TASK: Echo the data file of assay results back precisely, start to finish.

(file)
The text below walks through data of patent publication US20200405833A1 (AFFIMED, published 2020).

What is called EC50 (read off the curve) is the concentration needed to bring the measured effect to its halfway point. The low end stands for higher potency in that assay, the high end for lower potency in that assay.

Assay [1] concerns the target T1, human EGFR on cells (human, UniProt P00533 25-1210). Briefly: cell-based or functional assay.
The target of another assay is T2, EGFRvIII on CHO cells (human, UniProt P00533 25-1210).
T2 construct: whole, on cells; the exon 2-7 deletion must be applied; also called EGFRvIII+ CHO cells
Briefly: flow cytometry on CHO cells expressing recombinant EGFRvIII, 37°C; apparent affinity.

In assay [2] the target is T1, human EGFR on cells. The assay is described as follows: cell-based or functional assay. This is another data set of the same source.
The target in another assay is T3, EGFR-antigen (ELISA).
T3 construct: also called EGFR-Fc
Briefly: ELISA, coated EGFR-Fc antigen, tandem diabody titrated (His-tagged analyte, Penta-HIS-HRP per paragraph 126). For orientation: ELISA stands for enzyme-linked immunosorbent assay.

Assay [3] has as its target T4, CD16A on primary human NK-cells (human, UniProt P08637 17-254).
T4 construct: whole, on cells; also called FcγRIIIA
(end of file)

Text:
The text below walks through data of patent publication US20200405833A1 (AFFIMED, published 2020).

What is called EC50 (read off the curve) is the concentration needed to bring the measured effect to its halfway point. The low end stands for higher potency in that assay, the high end for lower potency in that assay.

Assay [1] concerns the target T1, human EGFR on cells (human, UniProt P00533 25-1210). Briefly: cell-based or functional assay.
The target of another assay is T2, EGFRvIII on CHO cells (human, UniProt P00533 25-1210).
T2 construct: whole, on cells; the exon 2-7 deletion must be applied; also called EGFRvIII+ CHO cells
Briefly: flow cytometry on CHO cells expressing recombinant EGFRvIII, 37°C; apparent affinity.

In assay [2] the target is T1, human EGFR on cells. The assay is described as follows: cell-based or functional assay. This is another data set of the same source.
The target in another assay is T3, EGFR-antigen (ELISA).
T3 construct: also called EGFR-Fc
Briefly: ELISA, coated EGFR-Fc antigen, tandem diabody titrated (His-tagged analyte, Penta-HIS-HRP per paragraph 126). For orientation: ELISA stands for enzyme-linked immunosorbent assay.

Assay [3] has as its target T4, CD16A on primary human NK-cells (human, UniProt P08637 17-254).
T4 construct: whole, on cells; also called FcγRIIIA